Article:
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UN Committee against torture publishes findings on Ethiopia

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The UN Committee against Torture (CAT) on Friday, May 12, 2023 issued its findings on Brazil, Colombia, Ethiopia, Kazakhstan, Luxembourg and Slovakia after reviewing the six States parties in the latest session.

The findings contain the Committee’s main concerns and recommendations on each country’s implementation of the Convention against Torture and Other Cruel, Inhuman or Degrading Treatment or Punishment.

On Ethiopia, the committee said that it was disturbed by reports of summary executions, deliberate attacks on civilian populations, enforced disappearances, torture and ill-treatment.
“While welcoming the signing of the Permanent Cessation of Hostilities Agreement between the Ethiopian Federal Government and the TPLF in November 2022, the Committee expressed its deep concern about the alleged extensive violations of international human rights, humanitarian and refugee laws, including in Tigray, Amhara and Afar regions against civilians, in particular ethnic Tigrayans, human rights defenders, dissenting journalists and protesters. The Committee was disturbed by reports of summary executions, deliberate attacks on civilian populations, enforced disappearances, torture and ill-treatment, arbitrary and prolonged detention without charges and judicial process, incommunicado detention in unofficial facilities or military centres, recruitment and use of children in the hostilities, conflict-related sexual and gender-based violence, trafficking in persons, denial of access to humanitarian assistance and the destruction of civilian property by all parties to the conflict. It urged Ethiopia to investigate all alleged violations, especially those that may amount to war crimes and crimes against humanity, committed in the conflict in Tigray and surrounding areas. The Committee further asked Ethiopia to ensure full and unconditional humanitarian access to all conflict-affected areas,” the report reads.

CAT further states “The Committee was gravely concerned about complaints of torture and ill-treatment by police officers, prison guards and other military and security forces members in police stations, detention centres, federal prisons, military bases and in unofficial or secret detention places. It also noted with concern that there is still no independent, effective and confidential mechanism to handle complaints of torture or ill-treatment in detention facilities and that existing investigation bodies lack the necessary independence. The Committee requested that the State party take measures to ensure all complaints of torture and ill-treatment are investigated by an independent body and that the suspected perpetrators and the superior officers responsible for ordering or tolerating these acts are duly tried and punished.”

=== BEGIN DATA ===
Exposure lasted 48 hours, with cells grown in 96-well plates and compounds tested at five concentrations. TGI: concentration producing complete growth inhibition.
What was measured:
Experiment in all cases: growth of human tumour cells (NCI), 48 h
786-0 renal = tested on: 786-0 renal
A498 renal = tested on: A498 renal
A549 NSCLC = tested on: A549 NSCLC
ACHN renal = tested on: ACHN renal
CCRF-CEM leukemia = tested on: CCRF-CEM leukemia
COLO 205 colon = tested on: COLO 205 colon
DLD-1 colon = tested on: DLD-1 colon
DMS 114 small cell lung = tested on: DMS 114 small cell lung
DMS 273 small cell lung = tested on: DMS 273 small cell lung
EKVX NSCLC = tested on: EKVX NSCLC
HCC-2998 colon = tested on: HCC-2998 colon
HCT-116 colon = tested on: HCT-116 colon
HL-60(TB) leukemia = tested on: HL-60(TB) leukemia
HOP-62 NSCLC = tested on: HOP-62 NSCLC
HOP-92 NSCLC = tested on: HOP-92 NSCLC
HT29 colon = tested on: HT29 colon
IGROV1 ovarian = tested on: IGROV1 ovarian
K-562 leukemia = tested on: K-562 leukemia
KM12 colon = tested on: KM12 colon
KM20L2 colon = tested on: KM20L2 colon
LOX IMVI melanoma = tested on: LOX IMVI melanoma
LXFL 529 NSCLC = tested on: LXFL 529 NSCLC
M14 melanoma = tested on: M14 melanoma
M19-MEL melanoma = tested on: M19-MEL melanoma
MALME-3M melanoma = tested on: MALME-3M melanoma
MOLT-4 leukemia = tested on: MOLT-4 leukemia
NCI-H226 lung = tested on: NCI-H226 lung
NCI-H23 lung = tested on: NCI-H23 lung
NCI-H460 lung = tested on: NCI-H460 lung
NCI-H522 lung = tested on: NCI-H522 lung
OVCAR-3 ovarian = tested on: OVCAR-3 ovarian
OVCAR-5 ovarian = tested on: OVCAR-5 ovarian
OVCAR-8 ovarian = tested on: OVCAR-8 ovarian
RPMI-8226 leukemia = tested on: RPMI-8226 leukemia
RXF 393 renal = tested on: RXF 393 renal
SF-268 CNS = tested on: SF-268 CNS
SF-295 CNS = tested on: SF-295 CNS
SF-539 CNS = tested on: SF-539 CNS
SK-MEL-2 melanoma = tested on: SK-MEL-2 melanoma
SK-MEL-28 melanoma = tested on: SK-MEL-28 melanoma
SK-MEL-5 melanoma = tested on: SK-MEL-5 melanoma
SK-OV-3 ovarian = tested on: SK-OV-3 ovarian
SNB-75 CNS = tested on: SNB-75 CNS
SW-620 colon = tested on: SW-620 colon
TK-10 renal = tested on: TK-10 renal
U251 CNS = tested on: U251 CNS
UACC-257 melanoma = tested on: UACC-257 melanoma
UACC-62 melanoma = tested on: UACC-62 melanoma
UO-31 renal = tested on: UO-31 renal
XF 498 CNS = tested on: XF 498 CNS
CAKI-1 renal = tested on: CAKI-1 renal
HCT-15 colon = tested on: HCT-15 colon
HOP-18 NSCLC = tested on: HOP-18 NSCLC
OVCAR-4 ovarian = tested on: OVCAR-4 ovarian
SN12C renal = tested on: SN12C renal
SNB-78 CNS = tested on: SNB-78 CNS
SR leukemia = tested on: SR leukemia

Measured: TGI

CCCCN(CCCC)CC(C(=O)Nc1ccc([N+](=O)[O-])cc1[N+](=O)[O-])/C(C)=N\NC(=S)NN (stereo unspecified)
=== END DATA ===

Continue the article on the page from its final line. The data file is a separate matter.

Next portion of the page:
The committee also recommended Ethiopia should continue to develop and implement mandatory initial and in-service training programmes to ensure that all public officials, in particular law enforcement officers, military personnel, judicial officials, prison staff, immigration personnel and others who may be involved in the custody, interrogation or treatment of persons subjected to any form of arrest, detention or imprisonment, are well acquainted with the provisions of the Convention, especially the absolute prohibition of torture, and that they are fully aware that breaches will not be tolerated and will be investigated and that those responsible will be prosecuted and, on conviction, appropriately punished

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